In Kearney’s report – commissioned by McDonalds, but which it says was independently carried out – researchers concluded additional annual operating costs would range from 0.5-7% of the dining out sector’s projected revenues by 2030.

Analysts say consumer habits could undermine the benefits too, warning that “when consuming on the go, the average consumer does not typically recycle packaging waste”, often facing a lack of public recycling facilities.

It concludes that a mix of compostable, recycling and reusable materials is best to reduce waste, with different rules applied for eat-in and dine-out orders. Industry body FoodDrinkEurope said it “supports the ambition” to reduce waste, but urges the European Commission to “consider the needs of SMEs, which form 99% of the EU food and drink sector.”

The organization, which represents 290,000 European businesses, urged in a position paper that “proportionate targets” on reuse should only be applied where backed by clear evidence of the environmental benefit.

Simplified solution, complicated situation

Various countries have already begun implementing their own legislation, including France, which has introduced an “anti-waste” law that bans single-use plastics.

Many brands have also started to introduce environmentally friendly packaging and measures, partly to comply with national laws. In an open letter to the European Commission in April, companies including McDonalds, Yum!, Baskin Robbins and packaging groups, warned a “rush to a simplified solution for a complicated situation will only make the problem worse”.

It claims reusable packaging mandates could result in the consumption of an “additional four billion liters of water each year” and more intensive energy use due to the need to wash and dry products. The letter urges “decision makers at EU level to pause, assess the increasingly significant data, and reflect upon the best way forward.”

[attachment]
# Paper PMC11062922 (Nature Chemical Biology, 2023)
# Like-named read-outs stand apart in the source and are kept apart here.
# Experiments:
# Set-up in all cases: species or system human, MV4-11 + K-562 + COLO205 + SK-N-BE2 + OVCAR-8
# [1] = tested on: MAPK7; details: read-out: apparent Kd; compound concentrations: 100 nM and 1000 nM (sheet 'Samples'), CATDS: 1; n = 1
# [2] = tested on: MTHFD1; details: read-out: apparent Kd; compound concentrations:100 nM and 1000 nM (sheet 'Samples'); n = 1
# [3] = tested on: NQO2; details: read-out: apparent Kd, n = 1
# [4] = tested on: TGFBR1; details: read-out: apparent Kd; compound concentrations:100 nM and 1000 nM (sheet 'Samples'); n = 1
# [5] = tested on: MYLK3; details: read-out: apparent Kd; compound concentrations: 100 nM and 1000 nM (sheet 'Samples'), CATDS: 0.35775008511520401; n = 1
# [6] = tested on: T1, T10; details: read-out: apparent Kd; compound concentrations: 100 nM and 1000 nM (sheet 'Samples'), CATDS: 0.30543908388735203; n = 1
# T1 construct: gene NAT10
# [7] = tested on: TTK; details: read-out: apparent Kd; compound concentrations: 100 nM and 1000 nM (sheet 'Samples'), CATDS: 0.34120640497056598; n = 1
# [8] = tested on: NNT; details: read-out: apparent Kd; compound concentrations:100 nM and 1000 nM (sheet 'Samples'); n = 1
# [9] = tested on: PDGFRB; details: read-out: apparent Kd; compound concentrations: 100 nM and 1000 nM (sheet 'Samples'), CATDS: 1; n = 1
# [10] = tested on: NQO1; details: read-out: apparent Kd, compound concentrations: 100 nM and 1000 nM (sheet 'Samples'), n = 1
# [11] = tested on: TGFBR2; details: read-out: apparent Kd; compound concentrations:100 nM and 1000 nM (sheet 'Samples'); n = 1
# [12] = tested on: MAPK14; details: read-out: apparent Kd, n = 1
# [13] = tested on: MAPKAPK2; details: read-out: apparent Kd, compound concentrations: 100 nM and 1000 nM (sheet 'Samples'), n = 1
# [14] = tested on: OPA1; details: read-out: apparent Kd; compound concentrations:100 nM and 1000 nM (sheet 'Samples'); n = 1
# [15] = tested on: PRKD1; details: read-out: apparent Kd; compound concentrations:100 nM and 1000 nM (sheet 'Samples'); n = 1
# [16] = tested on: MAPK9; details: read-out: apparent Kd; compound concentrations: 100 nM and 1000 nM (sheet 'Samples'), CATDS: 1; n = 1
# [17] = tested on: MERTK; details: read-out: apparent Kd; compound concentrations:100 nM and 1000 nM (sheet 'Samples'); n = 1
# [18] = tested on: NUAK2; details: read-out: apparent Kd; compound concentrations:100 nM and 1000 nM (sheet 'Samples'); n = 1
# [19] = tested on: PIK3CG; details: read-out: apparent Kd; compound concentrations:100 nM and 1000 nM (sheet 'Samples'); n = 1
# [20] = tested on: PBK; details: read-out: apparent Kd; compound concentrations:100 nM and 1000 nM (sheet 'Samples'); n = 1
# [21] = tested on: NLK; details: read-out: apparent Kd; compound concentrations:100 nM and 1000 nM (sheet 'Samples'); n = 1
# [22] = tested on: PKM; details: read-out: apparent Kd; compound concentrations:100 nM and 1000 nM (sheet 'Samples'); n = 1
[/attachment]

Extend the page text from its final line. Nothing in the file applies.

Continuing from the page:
“To cut waste, you need to look at the overall environmental impact, which the Packaging and Packaging Waste Regulation (PPWR) does not,” said Rantanen. But a coalition of 81 organizations, including Zero Waste and WWF, have warned that “intense lobbying from the single-use packaging industry and the take-away sector are undermining the need for reuse as a driver for waste prevention, resource conservation and climate protection.”

Environmentalists also raised concerns that over-reliance on compostable paper packaging – sometimes put forward as an alternative to reuse – exerts pressure on forests.

“Misconceptions about hygiene, safety and food waste are being intentionally spread by some in the concerned single-use packaging industry to defend the perpetuation of the current wasteful practices,” Musso said.

The EU says by 2030 the directive will bring greenhouse gas emissions from packaging down to 43 million tonnes compared to 66 million if the legislation is not changed – about as much as the annual emissions of Croatia – and says water use will be down about one million cubic meters.

The Commission’s proposal paper, which is being considered by the European Parliament, says boosting reuse will save money and create some 600,000 jobs, as it expects “much innovation in packaging solutions making it convenient to reduce, reuse and recycle.”

“Single-use packaging industries will have to invest into a transition, but the overall economic and job creation impact in the EU is positive,” it concluded.

Helen Roxburgh